Borderless Networks: Experience Required
In a recent blog, I talked about how recording artists are using the network to create new ways of nurturing customer (or fan) relationships while also building a great marketing base. But as we increasingly move into a world of borderless networks, where traditional, limiting boundaries fall away, we’re seeing a new cultural playground. One that allows us, as users, to connect with what enriches our lives. And that, too, is a powerful force in building relationships and community on the network.
As the explosion of mobile devices continues, and new forms of social media and tools emerge, we are entering an exciting new phase. Because when you start putting these together, along with innovative functionality in the routers and switches that bring those things to life, we have the opportunity to experience things that might have been out of reach in the past.
For instance, I’ve been hearing about a not-yet-famous band that I should check out. The problem: They never play anywhere close to where I live. Sure, I could listen to their CDs or watch clips on YouTube, but I’m told that it’s the band’s energy and the way they interact on stage that really sets them apart. Thanks to an East Coast venue’s decision to stream an entire concert, I finally got to see them perform, live from across the country, while I was nestled in my home in California. The band members interacted among themselves and with their audience—remote and local; meanwhile, fans who were attending virtually were providing running commentary on their favorite parts of the evening in the chat window. It was a great experience that I wouldn’t have otherwise been exposed to.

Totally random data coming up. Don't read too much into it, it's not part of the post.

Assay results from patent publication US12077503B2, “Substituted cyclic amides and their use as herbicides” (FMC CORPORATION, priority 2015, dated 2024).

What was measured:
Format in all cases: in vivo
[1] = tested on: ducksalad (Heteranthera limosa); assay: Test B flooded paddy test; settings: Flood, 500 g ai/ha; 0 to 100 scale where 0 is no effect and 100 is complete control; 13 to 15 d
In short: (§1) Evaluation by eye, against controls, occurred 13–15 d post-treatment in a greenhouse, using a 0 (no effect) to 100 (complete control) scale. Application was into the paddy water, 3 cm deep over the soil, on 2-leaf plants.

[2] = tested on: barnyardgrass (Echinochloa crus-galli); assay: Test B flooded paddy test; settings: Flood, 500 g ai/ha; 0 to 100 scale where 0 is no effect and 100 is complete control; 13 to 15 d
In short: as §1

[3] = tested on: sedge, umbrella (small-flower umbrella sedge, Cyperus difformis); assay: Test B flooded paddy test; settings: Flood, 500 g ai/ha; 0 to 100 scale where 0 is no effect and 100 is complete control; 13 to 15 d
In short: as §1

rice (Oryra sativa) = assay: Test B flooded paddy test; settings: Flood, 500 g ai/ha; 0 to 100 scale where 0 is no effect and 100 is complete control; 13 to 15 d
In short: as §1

Here’s another example: This past week, GigaOm reported that New York Road Runners and Map My RUN are teaming up to provide what they’re calling an ‘enhanced spectator experience’ for the 2011 New York City Marathon. The idea is that by integrating data from RFID and GPS sensors, they’ll be able to serve up real-time status of runners throughout the 26.2 mile course. The information will be available through SMS, email and social media and push notifications as runners pass mile markers. I find this incredibly compelling—runners are able to garner support in new ways to get them through the mental challenge of a marathon. All while their supporters are able to experience the race with them, as if they were right there alongside the racers.
For these examples to really translate into experiences, it requires bandwidth and the right supporting technology to ensure that you really do feel like you are there. Otherwise, it’s not an experience, it’s simply looking on from the outside. Not nearly as satisfying.
The New York Times website recently ran a great story by a reporter who decided to turn a visit to a ball game at Yankee Stadium into an outdoor musical piece. I loved it for this one reason: the sounds captured in this art form allowed me to experience the game from his perspective. If I had merely read about this in the newspaper, I’m certain I would not have been pulled in.
The network’s evolution continues to fascinate. But more importantly, it challenges those of us in the IT world to think bigger and more boldly—about how we can harness the power of each new innovation into something that translates into an affecting experience. Because in the end, that’s also good for business.